has fewer defaults than A grade)
  • Calibration is about cardinal ranking (getting
    the right number of defaults per grade)
  • Consistency concerns the first two criteria
    across different models
  • Different industries or countries within Loan
    Book (LOB)
  • Across LOBs (e.g. large corporate, middle market,
    small business)
  • Especially for high grades (BBB and above), field
    performance is hard to assess accurately

27
Now That the Model Has Been in Use, How Can We
Tell If Its Any Good?
  • There are three potentially useful criteria for
    evaluating the field performance of a scoring or
    grading tool
  • Stratification How good are the tools at
    stratifying the relative risk of borrowers?
  • Calibration How close are actual vs. predicted
    defaults, both for the book overall and for
    individual credit grades?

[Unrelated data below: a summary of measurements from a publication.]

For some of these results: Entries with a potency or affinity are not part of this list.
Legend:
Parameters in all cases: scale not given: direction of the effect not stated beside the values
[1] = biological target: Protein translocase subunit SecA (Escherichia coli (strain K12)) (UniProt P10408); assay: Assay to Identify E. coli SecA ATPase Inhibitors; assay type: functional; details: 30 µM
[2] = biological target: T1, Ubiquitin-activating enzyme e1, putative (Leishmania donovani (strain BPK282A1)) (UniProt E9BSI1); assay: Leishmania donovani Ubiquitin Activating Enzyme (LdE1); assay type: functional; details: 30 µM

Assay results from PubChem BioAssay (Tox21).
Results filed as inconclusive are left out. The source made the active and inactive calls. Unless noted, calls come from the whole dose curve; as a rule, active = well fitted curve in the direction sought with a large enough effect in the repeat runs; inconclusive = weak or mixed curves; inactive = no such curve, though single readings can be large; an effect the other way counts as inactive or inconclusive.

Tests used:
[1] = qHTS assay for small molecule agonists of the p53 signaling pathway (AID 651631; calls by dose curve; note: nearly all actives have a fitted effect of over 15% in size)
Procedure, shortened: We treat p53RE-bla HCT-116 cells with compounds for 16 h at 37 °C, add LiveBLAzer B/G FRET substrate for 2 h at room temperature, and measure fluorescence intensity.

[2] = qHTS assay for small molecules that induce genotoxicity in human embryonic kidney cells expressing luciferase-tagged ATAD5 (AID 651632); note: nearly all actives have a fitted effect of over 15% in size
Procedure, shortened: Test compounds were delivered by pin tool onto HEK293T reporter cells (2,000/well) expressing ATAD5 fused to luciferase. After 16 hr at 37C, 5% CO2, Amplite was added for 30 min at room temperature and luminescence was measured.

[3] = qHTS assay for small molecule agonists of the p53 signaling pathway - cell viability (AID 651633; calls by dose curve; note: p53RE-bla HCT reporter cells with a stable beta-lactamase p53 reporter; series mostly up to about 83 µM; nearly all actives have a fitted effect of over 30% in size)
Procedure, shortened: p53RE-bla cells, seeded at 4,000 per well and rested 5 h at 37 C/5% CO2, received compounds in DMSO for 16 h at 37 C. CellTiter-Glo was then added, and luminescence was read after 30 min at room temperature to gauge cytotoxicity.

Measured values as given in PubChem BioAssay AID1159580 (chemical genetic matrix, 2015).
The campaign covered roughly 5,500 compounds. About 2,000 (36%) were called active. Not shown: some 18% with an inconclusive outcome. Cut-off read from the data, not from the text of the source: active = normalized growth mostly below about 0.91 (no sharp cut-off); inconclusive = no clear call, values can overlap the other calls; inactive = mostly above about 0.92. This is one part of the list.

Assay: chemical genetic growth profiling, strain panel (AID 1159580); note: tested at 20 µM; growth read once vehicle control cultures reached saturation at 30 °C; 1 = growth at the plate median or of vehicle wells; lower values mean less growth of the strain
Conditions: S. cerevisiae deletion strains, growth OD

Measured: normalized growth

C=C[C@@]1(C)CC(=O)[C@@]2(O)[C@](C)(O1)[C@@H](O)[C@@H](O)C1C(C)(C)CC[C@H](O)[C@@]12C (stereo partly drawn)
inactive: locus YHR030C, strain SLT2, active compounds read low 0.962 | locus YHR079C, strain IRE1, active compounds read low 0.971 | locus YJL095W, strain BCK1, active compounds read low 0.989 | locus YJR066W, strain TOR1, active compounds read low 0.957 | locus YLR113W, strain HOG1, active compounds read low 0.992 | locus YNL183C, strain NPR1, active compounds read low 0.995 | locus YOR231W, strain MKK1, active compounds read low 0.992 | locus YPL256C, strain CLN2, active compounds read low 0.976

• Consistency How consistent are the results
    across the different scorecards?
  • Stratification is about ordinal ranking (AA grade
    has fewer defaults than A grade)
  • Calibration is about cardinal ranking (getting
    the right number of defaults per grade)
  • Consistency concerns the first two criteria
    across different models
  • Different industries or countries within LOB
    (e.g. middle market)
  • Across LOBs (e.g. large corporate, middle market,
    small business)
  • Especially for high grades (BBB and above), field
    performance is hard to assess accurately

28
Some Comments on Performance In the Field
  • Backtesting à la VaR models is very hard,
    practically
  • Lopez Saidenberg (1998) show how hard this is
    and propose a simulation-based solution
  • Prior criteria (stratification, calibration,
    consistency, robustness) may be more practical
  • What you can get in N can you get in T ?
  • Hard to judge performance from one year (T 1)
    might need multiple years
  • However difficult to assume within year
    independence
  • Macroeconomic conditions affect everybody
  • This will affect the statistics